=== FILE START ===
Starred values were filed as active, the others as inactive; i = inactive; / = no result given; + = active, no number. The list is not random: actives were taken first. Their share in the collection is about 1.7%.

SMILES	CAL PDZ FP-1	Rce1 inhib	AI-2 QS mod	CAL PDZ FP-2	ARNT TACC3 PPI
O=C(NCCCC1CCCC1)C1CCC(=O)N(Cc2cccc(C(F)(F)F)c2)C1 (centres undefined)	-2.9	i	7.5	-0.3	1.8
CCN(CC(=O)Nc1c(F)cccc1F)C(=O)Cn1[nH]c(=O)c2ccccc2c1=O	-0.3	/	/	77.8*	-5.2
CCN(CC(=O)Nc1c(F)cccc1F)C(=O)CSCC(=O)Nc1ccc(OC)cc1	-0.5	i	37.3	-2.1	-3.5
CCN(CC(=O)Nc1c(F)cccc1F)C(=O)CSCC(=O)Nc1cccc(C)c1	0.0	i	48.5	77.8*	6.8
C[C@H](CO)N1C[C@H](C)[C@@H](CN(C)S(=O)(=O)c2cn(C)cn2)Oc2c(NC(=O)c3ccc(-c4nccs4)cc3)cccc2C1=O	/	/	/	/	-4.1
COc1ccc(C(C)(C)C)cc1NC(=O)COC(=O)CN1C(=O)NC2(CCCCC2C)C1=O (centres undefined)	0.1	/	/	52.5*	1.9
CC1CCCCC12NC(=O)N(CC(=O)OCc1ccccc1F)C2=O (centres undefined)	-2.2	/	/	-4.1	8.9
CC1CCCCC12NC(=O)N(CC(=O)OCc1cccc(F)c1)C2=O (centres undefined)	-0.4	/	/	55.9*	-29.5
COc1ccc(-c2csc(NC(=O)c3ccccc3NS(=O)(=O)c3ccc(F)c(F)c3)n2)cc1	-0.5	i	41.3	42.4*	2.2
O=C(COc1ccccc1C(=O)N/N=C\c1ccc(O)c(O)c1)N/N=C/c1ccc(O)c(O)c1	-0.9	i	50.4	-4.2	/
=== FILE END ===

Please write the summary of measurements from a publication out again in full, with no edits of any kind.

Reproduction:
Starred values were filed as active, the others as inactive; i = inactive; / = no result given; + = active, no number. The list is not random: actives were taken first. Their share in the collection is about 1.7%.

SMILES	CAL PDZ FP-1	Rce1 inhib	AI-2 QS mod	CAL PDZ FP-2	ARNT TACC3 PPI
O=C(NCCCC1CCCC1)C1CCC(=O)N(Cc2cccc(C(F)(F)F)c2)C1 (centres undefined)	-2.9	i	7.5	-0.3	1.8
CCN(CC(=O)Nc1c(F)cccc1F)C(=O)Cn1[nH]c(=O)c2ccccc2c1=O	-0.3	/	/	77.8*	-5.2
CCN(CC(=O)Nc1c(F)cccc1F)C(=O)CSCC(=O)Nc1ccc(OC)cc1	-0.5	i	37.3	-2.1	-3.5
CCN(CC(=O)Nc1c(F)cccc1F)C(=O)CSCC(=O)Nc1cccc(C)c1	0.0	i	48.5	77.8*	6.8
C[C@H](CO)N1C[C@H](C)[C@@H](CN(C)S(=O)(=O)c2cn(C)cn2)Oc2c(NC(=O)c3ccc(-c4nccs4)cc3)cccc2C1=O	/	/	/	/	-4.1
COc1ccc(C(C)(C)C)cc1NC(=O)COC(=O)CN1C(=O)NC2(CCCCC2C)C1=O (centres undefined)	0.1	/	/	52.5*	1.9
CC1CCCCC12NC(=O)N(CC(=O)OCc1ccccc1F)C2=O (centres undefined)	-2.2	/	/	-4.1	8.9
CC1CCCCC12NC(=O)N(CC(=O)OCc1cccc(F)c1)C2=O (centres undefined)	-0.4	/	/	55.9*	-29.5
COc1ccc(-c2csc(NC(=O)c3ccccc3NS(=O)(=O)c3ccc(F)c(F)c3)n2)cc1	-0.5	i	41.3	42.4*	2.2
O=C(COc1ccccc1C(=O)N/N=C\c1ccc(O)c(O)c1)N/N=C/c1ccc(O)c(O)c1	-0.9	i	50.4	-4.2	/